Interview: Dan Reed Talks Hoops
President of the NBA D-League discusses the present and future.
by Pardeep Toor
The Tulsa 66ers faced off against the Springfield Armor last night in Tulsa, OK and it was just another night of basketball with home team winning, 107-101. Chris Richard made his return to Tulsa after a back-to-back 10-day contracts with the Chicago Bulls, Deron Washington and DeVon Hardin threw down for the 66ers in the decisive third quarter, Larry Owens and Moses Ehambe represented Oral Roberts with pride and oh yeah, the President of the league was there, taking it all in.
Dan Reed, President of the NBA Development League since 2007, continued his trek across the country, visiting all the teams in D-League, with a stop in Tulsa. Reed has been working for the League in various capacities for the last six years and has been President of the D-League for the last three.
A Michigan man by birth, Reed grew up watching the Bad Boys era in Detroit and cited Joe Dumars as his favorite Piston. He spared a few moments after the game to talk about the current state of the league and his vision for the future.
SLAM: What brought you out here today?
Dan Reed: I try to get around to every team over the course of the season and I haven’t been here (Tulsa, OK) at the new facility. I’ve lost track of all the teams I visited this year but I think it’s in double digits. But I try to get to as many as I can over the course of a season.
SLAM: Springfield is a new team and I hear you have another team coming next year in the Dallas suburbs, Frisco. Is expansion a big part of what you’re doing right now?
DR: It has been a big part. We’ve doubled the size of the league over the last four years – from eight to 16 teams. As you mentioned we have our new team in Frisco, owned by Donnie Nelson of the Mavs coming in for next season.
We are not going to continue to grow at that pace. It’s all about sustainable growth and making sure we’re building for the long-term.
SLAM: Tell me one thing you’re most proud of in the D-League in the last three years since you have been President.
DR: I think probably the greatest testimonial of the effect the development league has had on the NBA is that nearly 20 percent of all NBA players came from the NBA Development League. That’s a stat that most people are surprised by but when you start looking at rosters and you see the Chris Andersons, Aaron Brooks’, Chuck Hayes’, Kelenna Azubuikes, Matt Barnes, Shannon Browns of the world playing such a big role for their teams. I think that’s the greatest testimonial we can have about the success of the league so far.
SLAM: How about one thing that is not working right now that you could improve on in the coming years?
DR: I think the biggest thing is helping fans understand how great this basketball really is. Most fans don’t know that one-of-five players came out of the developmental league. Most fans don’t know that over half the players in our league were all-conference or better in college. We’re still relatively new on the basketball scene compared to college basketball and the NBA so it’s going to take some time. But the thing that is really reassuring to all of us is that when people come and watch the game, they are really impressed and our fan base continues to grow because of that.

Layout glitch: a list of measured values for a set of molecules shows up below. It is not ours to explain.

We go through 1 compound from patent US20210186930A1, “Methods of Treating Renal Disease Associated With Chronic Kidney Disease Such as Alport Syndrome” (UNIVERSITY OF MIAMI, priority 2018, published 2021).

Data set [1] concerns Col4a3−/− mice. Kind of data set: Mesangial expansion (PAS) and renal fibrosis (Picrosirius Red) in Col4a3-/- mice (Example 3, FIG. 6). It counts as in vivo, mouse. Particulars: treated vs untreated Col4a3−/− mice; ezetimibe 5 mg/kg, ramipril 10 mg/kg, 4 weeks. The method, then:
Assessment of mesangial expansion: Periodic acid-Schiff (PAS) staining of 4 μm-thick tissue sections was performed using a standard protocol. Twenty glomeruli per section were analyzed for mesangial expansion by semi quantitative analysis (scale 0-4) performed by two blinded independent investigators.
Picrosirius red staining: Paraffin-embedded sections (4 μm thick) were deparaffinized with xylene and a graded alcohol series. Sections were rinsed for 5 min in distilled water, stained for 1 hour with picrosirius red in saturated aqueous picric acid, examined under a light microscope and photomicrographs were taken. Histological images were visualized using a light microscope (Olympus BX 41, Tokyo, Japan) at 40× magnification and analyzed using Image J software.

SLAM: Latavious Williams, not an iconic figure yet but he’s very symbolic in your league. First of all, when you heard he was coming, what was your first reaction?
DR: For us, the NBA Development League is all about developing players for the NBA. In our minds, if you are eligible to play in our league and you have the talent and you have the work ethic and if you want to be the best in the world at what you do, we want you here.
In Latavious’ case, he has shown that. I think this is a great opportunity for him to play against NBA players with NBA coaching in front of NBA scouts and really position himself to have a very successful basketball career.
SLAM: Do you see this potentially as a trend? Are there going to be future high school graduates playing in the D-League?
DR: I think it’s a little premature to talk about any trend. I’ll just say that we feel that we are the best way for a player to get to the NBA. We have produced four times more NBA players than any of the other professional basketball leagues in the world. Regardless of whether you are coming out of college or you have been overseas for a couple years, no matter your situation, this is a good situation.
SLAM: D-League in ten years, what do you see?
DR: I see an evolved version of what we have today. I think you will see more and more Development League players have success in the NBA. I think you will continue to see NBA teams get directly involved with their NBA Development League affiliates like Oklahoma City is with Tulsa here. I think you will continue to see great players playing in this league and achieving their dreams.
In ten years I think we will look back at these days and say those were the times that this league really got built. It is fun to be involved in helping build such a great league and what I think is a very important minor league for the NBA and the game of basketball.